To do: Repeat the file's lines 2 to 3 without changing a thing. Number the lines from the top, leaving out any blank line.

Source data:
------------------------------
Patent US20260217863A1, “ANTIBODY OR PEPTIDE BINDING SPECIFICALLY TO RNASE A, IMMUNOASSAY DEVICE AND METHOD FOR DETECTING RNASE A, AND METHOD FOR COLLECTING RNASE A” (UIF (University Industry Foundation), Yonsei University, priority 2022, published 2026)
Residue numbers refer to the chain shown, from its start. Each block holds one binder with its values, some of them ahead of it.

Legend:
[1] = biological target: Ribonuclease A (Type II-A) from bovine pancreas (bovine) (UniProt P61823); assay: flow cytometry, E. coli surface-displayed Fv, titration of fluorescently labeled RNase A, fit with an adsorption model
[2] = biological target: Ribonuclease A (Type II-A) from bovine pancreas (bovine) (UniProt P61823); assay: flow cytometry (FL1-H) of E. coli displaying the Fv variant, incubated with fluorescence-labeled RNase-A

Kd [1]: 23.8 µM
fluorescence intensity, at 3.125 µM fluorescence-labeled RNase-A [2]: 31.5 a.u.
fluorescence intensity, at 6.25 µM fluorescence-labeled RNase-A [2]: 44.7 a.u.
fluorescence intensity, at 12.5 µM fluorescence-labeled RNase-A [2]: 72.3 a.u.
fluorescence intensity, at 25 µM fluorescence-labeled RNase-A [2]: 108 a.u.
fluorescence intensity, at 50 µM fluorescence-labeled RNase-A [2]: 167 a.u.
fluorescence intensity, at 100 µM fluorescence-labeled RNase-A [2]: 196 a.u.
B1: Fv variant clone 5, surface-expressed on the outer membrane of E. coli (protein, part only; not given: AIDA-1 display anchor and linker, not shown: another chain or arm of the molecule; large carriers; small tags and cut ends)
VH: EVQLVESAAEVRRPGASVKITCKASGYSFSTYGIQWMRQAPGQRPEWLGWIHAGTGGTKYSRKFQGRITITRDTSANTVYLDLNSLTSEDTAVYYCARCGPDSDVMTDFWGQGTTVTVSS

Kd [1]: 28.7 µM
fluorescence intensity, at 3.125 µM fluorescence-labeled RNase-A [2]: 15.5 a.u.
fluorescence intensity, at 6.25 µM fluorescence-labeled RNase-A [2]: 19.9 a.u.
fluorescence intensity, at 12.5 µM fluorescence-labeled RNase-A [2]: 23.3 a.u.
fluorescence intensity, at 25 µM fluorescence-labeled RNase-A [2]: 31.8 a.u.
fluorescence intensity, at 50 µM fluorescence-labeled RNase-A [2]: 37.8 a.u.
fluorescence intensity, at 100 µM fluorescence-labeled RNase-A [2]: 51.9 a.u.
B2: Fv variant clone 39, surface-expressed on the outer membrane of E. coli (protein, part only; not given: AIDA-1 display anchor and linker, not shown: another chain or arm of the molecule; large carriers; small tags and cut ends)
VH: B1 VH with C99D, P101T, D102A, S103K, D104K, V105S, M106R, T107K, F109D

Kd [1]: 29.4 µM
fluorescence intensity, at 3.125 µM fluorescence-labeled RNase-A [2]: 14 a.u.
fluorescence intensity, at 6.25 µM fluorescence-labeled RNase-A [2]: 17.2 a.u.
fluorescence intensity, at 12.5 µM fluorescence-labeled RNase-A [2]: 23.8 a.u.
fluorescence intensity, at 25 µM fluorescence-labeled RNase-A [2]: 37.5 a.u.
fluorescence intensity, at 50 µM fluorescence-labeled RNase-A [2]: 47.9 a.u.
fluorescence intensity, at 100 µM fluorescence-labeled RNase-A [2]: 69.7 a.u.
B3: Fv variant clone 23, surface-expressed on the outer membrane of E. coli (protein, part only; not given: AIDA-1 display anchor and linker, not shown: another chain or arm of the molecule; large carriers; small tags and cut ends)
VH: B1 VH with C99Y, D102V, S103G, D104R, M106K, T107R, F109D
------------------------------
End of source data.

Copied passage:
Residue numbers refer to the chain shown, from its start. Each block holds one binder with its values, some of them ahead of it.

Legend: